Daily meditation practice will help. After those first couple of weeks, I have been able to get back into my daily routine, and it has been a lifesaver. It doesn’t make everything perfect, it just helps even things out daily.
After focusing on the NOW and realizing it was helping me see the gifts of this special time in history, I came up with a NOW Formula for you to follow and use as you navigate your way through your COVID-19 days.
NOW: Nurture. Own. Win.
First and foremost, right now, nurture yourself and others. Compassion. Empathy. Those qualities should be at the top of our lists right now. Develop them. But start with yourself. You must put the oxygen mask on yourself first before helping the other people in your life. I decided that during this time I was going to be especially kind to myself and to others. While staying on my good, healthy diet, if I have a Dr. Pepper and some Cheetos—no sweat. It’s a stressful time, and there is no sense in not enjoying special treats. (The funny thing is that while releasing my “should nots” I have actually lost weight and felt an improvement in my health by having healthy meals at home as opposed to eating out.)
Our sadness over the mounting deaths, our concerns over the health of first responders, our worries about the economy—all of us are feeling it. Sharing our thoughts and love for each other will ease our pain each day. Limit your exposure to the news. Just watch a little in the morning and maybe a little at night. It’s important to stay informed, but you don’t need to be inundated.
Take that bubble bath you always want to take but never seem to get around to. Sit down and read that book that has been on your list for a long time. It is so encouraging to hear so many people’s stories of how they have gotten all their home improvement projects done, how much time they have had with family that has really improved their relationships. There are a lot of hidden treasures that we can find once we stop the noise in our heads caused by the fear and uncertainty surrounding this virus.
I decided that during this time I was not going to be upset with anyone. If I have those feelings of impatience or frustration with someone, I realize that I have no idea what they are going through, and I cut them slack. Everyone just needs to stay in their own lane and understand that everyone reacts differently to situations like this, so we are all coping as best we can. Nurturing ourselves and others will help us get through all this. It’s been really fun to do that, and once it is over, I plan to stay that way. Being at peace with people, even the ones who irritate me, really reduces my inner stress.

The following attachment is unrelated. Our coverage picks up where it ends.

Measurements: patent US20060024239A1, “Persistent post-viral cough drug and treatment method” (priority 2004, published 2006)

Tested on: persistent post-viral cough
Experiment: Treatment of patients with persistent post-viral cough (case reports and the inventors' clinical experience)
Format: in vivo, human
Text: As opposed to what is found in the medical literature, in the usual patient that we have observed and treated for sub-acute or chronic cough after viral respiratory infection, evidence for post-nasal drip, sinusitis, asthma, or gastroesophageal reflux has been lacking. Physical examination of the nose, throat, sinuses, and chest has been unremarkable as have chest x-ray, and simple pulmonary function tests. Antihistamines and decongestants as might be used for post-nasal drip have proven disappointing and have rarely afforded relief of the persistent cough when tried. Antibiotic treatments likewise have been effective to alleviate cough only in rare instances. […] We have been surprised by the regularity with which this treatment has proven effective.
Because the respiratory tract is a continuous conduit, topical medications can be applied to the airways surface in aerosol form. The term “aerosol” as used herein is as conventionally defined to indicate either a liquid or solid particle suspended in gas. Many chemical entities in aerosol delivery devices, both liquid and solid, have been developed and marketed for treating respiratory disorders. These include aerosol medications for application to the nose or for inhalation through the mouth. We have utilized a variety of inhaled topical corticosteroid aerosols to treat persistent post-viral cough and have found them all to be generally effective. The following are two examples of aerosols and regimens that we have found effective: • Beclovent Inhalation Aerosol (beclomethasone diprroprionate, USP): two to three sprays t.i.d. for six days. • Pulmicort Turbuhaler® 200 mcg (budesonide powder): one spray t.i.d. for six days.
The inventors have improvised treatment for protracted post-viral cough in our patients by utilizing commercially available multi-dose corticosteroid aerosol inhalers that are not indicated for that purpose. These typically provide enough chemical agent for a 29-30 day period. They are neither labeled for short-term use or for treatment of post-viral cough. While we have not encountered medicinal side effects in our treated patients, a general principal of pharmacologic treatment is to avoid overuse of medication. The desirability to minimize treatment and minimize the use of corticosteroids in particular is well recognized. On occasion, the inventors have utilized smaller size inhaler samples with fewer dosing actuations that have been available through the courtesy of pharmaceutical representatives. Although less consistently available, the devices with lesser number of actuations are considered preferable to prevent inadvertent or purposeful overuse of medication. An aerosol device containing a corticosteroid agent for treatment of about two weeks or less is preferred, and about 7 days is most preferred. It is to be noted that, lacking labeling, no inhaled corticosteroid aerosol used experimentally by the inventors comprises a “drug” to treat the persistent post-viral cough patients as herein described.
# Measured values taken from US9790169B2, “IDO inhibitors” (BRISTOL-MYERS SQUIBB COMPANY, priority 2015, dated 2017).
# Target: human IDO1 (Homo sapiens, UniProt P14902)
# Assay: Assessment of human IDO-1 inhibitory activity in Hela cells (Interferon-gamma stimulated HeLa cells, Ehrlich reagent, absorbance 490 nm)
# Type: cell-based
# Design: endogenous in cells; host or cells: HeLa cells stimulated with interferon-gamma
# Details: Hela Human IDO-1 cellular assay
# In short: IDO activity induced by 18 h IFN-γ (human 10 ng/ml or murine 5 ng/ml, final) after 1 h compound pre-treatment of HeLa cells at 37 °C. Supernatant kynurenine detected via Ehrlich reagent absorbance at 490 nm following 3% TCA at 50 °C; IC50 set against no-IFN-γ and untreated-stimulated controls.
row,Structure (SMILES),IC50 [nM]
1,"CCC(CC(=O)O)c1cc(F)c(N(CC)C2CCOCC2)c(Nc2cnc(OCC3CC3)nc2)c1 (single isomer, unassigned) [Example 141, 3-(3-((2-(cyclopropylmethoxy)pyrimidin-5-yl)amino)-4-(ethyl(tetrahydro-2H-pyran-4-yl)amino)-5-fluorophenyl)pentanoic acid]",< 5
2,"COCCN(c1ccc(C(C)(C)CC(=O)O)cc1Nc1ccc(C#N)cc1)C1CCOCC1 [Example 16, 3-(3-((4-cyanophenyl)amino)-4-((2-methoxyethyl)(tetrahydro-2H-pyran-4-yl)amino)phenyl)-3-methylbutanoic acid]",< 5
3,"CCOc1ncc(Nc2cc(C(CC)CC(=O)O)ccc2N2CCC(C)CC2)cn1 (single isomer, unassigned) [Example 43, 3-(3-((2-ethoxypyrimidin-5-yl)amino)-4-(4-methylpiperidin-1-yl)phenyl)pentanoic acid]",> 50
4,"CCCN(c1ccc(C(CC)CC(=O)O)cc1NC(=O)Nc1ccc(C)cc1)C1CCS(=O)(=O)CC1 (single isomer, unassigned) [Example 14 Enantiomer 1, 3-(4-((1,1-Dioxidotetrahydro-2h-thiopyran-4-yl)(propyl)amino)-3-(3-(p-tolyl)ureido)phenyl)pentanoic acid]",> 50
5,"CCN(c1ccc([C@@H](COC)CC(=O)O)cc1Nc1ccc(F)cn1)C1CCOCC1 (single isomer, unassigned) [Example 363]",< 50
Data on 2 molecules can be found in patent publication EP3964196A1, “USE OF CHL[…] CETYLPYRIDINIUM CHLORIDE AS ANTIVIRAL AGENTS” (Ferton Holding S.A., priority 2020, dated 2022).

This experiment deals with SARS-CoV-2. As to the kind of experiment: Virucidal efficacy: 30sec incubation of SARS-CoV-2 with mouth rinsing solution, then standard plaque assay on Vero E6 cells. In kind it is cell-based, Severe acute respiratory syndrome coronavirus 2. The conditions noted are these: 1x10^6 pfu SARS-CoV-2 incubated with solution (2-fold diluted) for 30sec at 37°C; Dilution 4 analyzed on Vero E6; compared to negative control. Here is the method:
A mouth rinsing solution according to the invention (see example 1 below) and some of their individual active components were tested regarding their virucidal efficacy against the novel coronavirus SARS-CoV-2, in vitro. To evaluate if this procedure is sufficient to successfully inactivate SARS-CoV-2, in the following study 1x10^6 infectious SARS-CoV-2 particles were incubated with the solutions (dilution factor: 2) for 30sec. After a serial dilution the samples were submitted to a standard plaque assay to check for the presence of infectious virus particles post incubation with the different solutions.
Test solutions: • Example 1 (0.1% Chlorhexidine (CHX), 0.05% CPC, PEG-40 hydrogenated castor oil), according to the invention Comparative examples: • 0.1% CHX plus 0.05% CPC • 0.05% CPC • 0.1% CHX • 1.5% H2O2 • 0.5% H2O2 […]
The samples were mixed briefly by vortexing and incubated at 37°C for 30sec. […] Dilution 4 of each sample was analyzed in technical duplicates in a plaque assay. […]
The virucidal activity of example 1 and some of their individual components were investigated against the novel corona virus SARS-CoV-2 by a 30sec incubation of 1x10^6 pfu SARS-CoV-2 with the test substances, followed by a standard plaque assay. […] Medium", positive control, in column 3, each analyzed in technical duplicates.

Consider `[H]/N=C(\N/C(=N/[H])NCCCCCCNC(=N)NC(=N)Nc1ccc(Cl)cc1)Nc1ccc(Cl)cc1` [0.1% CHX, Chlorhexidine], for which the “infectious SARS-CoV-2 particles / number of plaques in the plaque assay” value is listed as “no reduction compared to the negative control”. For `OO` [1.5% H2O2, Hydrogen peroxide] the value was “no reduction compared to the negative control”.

We must own the situation we are in now. All of the worry and frustration in the world is not going to make Target have our Charmin toilet paper any quicker. For the life of me, I do not understand this toilet paper thing. Maybe someday we will learn the answer. But no amount of fretting, rumination, or worry is going to change one thing. We are all out of control of this situation. We are all out of our comfort zones. And we are all dealing with it in different ways. The only thing we have control over is our reaction to it. And our reactions will determine our outcomes.
I called an old friend from Canada the other day and said, “Hey man, how you been during this crazy past two weeks?” He answered me like this, “Well, I have spent the last two weeks coming to terms with the fact that I am old”—i.e., that he is part of the high-risk age group and, therefore, he doesn’t need to be tra-la-la’ing out there doing a bunch of errands. If he was in his 40s, he probably would be like so many of the younger people who are still not taking precautions. But he wasn’t, and he had to own it.